Yes, but…

There are people who listen and people who don’t, and then there are the folks who listen and say, “Yes, but…”.  I vote to kick them out of the listeners’ group. It feels like tires spinning on an icy road, there is no traction. You say something, and they don’t disagree, instead they slant the conversation by comparing what you said with something bigger, better or often, someone worse off.  An observant friend commented that even “No, but…” is a more engaging comment, at least they are tracking with you and have something to add.

In any case, you don’t feel listened to and it’s hard to return to the original point. Sometimes the slant is spoken casually, and sometimes with passion because there is hot spot in the topic for the listener.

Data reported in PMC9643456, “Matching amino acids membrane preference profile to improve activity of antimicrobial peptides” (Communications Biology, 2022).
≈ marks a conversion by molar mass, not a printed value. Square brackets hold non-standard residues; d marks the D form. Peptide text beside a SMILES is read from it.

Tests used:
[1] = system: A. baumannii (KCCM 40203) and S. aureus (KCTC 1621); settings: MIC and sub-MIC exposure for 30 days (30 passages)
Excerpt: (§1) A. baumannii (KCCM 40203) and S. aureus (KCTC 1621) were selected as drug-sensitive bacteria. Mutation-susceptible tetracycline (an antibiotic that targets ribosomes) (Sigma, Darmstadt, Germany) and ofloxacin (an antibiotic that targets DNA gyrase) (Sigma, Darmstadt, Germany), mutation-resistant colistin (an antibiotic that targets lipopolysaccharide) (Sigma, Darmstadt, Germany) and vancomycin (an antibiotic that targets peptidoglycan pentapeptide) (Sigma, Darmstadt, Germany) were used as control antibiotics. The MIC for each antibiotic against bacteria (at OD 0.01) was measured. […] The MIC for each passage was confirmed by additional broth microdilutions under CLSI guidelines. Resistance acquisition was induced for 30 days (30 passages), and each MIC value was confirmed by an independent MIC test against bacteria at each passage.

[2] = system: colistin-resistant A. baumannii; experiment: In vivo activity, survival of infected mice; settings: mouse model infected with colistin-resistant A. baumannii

Wouldn’t it be helpful if the listener would wave a flag?


BEWARE:

This topic = Fireworks!!


I’d like to suggest universal speaking and listening etiquette:

1. Speaker: states topic, opinion or idea without interruption, for up to 3 minutes. (I’ve read where most people can’t listen for more than 17 seconds without interrupting; well my family has broken that record, easily).
2. Listener: summarizes what is said before changing the topic or even asking a follow-up question.
3. Speaker: ‘thanks for listening’ – acknowledge the time/energy spent caring about your thoughts or feelings, this is a gift.

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Vacation state of mind

Is it just getting away, is it different weather, is it not having your normal schedule? 

What is so freeing about spending a couple days in a different place, especially if it’s sunny and especially if it’s around the water?

There is an expansiveness, a clarity that comes when you look out over the ocean, mountains or any scenery that is so beautiful you can hardly take it in…